I recently ordered several varieties of American persimmons from Hidden Springs nursery with plans to graft onto many non-producing persimmons on my farm. I have only found a bit of info on grafting persimmons. Do you have any experience?

Thanks

J
 
Philip Perlman
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Location: Ulster County, NYS
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Jay Hayes wrote:Philip,

I am interested in Hicans. I only recently learned of their existence and have yet to find a good seed source. Do you have any suggestions? Could you share any advice on starting to growing them?

I recently ordered several varieties of American persimmons from Hidden Springs nursery with plans to graft onto many non-producing persimmons on my farm. I have only found a bit of info on grafting persimmons. Do you have any experience?

Thanks

J


Greetings Jay,

I have read a lot about grafting and am familiar with it but I have only grafted a few things years ago, so I am not a good resource in this regard. We have around 7 hicans growing here, all about 30 feet tall. I believe one had a couple of nuts last year but I am sure it takes a while for them to become prolific. Since they a hickory cross they likely have an enormous tap root so my gut feeling would be to plant the nuts if one can located some. Regarding the persimmons, they are quite delicious. Commercially they are too much trouble to package properly when harvesting. We sold a bunch a couple of years ago but it really was not worth the work. They are a soft, rather small fruit - 1 to 2" max in diameter-- so they have to be packaged with some care. We eat what we want right off the trees and leave the rest on the tree, they dry out during the late fall and are still good to eat when they get somewhat dry, a persimmon flavoured raisin lol. An old friend of mine wrote a wonderful book on nuttrees including persimmons and pawpaws. I shall talk to his daughter as to whether it is permissible to send copies to friends and associates.

best,
/* Philip */
 
S Haze
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Hi Phillip!

You've given us lots of great information about paw paws already but I have one more question maybe you could address. I'm right on the edge of the USDA hardiness zone 4 and 5 and I was wondering if you have any advice for growing them in this climate. (probably pushing the limits of their natural range) Protection from the coldest winter wind seems like an obvious precaution but what about sunlight? Would it be better to plant them where they get full winter sun and shelter like the south side of a building or a 'U' shaped suntrap or should they instead be somewhere where there is some shade in the winter and a little more sun in the summer like the north side of a low building or hedgerow?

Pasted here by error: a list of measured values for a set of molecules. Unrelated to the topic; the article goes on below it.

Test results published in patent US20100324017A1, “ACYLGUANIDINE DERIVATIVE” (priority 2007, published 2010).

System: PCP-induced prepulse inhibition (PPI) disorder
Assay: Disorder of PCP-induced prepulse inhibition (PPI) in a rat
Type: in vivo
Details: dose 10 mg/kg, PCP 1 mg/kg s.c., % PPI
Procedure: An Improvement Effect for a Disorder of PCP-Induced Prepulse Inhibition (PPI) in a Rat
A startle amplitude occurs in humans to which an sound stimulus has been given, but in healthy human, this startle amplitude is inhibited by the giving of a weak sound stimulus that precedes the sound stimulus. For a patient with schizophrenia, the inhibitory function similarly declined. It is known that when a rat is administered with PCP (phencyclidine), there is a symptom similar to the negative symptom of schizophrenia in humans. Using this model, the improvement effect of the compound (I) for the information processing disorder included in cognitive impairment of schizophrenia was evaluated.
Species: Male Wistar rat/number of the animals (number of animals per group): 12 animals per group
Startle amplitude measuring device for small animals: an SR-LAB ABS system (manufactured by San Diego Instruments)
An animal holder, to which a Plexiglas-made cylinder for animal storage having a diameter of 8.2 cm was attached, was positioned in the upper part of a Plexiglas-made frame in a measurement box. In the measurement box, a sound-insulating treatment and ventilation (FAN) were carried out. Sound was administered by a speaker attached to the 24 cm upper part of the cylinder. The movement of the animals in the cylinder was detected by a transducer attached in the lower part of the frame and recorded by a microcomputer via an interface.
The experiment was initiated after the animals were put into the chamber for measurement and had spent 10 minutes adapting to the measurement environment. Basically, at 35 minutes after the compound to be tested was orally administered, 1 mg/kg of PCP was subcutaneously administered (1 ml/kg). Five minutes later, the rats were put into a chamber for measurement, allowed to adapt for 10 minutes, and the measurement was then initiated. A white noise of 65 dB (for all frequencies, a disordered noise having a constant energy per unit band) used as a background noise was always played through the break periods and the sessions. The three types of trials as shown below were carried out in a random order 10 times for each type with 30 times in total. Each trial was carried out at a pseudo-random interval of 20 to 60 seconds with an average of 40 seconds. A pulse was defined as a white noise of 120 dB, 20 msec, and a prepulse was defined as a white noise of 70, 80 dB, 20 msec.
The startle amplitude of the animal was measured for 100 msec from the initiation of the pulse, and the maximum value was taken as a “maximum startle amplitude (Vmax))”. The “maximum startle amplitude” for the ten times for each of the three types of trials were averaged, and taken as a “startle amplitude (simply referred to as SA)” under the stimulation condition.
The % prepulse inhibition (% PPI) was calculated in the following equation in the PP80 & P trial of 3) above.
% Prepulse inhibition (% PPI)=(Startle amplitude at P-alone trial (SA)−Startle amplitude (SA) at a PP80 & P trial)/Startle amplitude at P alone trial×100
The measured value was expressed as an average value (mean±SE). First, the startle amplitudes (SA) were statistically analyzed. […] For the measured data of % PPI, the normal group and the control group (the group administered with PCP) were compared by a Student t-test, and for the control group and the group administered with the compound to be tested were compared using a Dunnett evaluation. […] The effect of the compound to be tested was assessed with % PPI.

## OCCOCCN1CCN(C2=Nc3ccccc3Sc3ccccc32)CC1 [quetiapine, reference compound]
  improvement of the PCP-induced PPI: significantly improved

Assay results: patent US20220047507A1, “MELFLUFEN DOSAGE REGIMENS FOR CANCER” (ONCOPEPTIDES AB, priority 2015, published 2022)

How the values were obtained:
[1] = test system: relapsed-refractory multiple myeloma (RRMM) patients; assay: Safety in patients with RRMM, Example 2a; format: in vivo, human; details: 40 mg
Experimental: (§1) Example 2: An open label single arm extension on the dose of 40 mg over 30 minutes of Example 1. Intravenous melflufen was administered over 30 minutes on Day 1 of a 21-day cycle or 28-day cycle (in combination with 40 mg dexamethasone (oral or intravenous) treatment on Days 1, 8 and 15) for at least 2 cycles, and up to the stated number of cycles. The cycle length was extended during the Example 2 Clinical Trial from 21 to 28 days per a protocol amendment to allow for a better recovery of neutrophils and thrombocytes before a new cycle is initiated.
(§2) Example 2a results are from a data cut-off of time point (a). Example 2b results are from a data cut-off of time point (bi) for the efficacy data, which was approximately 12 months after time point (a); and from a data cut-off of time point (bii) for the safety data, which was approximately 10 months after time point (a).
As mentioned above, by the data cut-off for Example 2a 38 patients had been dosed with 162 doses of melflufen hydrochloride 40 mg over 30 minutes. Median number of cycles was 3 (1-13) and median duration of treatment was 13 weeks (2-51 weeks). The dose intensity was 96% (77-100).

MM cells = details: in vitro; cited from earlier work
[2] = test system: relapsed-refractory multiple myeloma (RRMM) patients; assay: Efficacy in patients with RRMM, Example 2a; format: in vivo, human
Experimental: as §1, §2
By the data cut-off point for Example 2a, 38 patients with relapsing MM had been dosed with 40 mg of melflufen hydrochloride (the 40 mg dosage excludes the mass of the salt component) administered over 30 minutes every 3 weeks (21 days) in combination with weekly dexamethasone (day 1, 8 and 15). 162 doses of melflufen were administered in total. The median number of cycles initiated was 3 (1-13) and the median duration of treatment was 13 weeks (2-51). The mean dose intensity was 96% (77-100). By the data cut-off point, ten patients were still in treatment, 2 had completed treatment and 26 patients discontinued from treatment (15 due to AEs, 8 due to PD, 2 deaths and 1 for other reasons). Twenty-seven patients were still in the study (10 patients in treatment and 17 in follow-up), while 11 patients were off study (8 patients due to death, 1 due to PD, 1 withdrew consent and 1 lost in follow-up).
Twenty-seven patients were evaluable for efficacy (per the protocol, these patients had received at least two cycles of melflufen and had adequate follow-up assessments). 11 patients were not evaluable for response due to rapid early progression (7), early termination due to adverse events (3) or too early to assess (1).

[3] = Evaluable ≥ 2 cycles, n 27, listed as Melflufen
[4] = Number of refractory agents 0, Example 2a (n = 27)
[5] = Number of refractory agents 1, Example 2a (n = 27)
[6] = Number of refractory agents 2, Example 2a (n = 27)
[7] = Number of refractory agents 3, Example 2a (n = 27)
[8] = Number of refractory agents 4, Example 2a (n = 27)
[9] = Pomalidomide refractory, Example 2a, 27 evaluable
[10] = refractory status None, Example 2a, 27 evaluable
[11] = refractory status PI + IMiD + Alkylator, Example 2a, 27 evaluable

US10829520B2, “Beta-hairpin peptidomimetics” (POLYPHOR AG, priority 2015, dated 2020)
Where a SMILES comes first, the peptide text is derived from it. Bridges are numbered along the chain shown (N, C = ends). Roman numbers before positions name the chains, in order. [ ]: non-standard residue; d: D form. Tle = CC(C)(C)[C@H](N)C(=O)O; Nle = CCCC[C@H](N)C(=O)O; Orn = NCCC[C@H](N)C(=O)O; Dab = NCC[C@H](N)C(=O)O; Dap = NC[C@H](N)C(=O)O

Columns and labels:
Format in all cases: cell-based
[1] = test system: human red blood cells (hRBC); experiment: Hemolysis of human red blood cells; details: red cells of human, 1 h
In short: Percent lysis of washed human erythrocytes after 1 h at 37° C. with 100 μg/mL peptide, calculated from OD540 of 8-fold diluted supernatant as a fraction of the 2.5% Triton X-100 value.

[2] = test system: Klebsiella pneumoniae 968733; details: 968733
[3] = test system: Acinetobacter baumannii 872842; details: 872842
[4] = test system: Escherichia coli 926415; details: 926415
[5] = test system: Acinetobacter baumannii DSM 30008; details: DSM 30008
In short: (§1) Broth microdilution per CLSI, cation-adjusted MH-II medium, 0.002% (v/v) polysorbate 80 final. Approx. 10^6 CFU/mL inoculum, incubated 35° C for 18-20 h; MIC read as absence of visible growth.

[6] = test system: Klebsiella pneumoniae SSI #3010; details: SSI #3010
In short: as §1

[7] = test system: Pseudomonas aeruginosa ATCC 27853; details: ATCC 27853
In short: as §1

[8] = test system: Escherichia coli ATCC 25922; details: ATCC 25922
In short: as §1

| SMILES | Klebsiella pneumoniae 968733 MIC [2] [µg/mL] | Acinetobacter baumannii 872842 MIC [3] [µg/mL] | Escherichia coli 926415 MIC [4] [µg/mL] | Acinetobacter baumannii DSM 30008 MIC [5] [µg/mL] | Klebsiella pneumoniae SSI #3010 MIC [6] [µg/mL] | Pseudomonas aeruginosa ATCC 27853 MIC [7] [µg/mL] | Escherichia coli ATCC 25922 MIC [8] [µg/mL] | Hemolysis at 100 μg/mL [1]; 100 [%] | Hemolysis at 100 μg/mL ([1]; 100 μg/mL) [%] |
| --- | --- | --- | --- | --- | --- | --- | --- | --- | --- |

I've tried to grow a couple paw paw that survived for a couple years before dying but unfortunately I haven't learned enough from that one experience to make a good judgement about what went wrong.
 
Philip Perlman
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Location: Ulster County, NYS
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S Haze wrote:Hi Phillip!

You've given us lots of great information about paw paws already but I have one more question maybe you could address. I'm right on the edge of the USDA hardiness zone 4 and 5 and I was wondering if you have any advice for growing them in this climate. (probably pushing the limits of their natural range) Protection from the coldest winter wind seems like an obvious precaution but what about sunlight? Would it be better to plant them where they get full winter sun and shelter like the south side of a building or a 'U' shaped suntrap or should they instead be somewhere where there is some shade in the winter and a little more sun in the summer like the north side of a low building or hedgerow?

I've tried to grow a couple paw paw that survived for a couple years before dying but unfortunately I haven't learned enough from that one experience to make a good judgement about what went wrong.


We are Zone 5 here and this winter was like zone 4 lol and all of our trees are doing fine. Theoretically pawpaws are an understory tree and I have them planted 2 ways. The way I first described in my earlier email to Dan Boone and in rows where I have 4 rows of about 18 trees per row, 12 feet apart. If you email me, culann@earthlink.net, I can send you more specific info.

best,

/* Philip */
 
John Saltveit
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Hi Philip,
Do you have a favorite variety of American persimmon? Paw paws and persimmons are some of my favorite fruits.
John S
PDX OR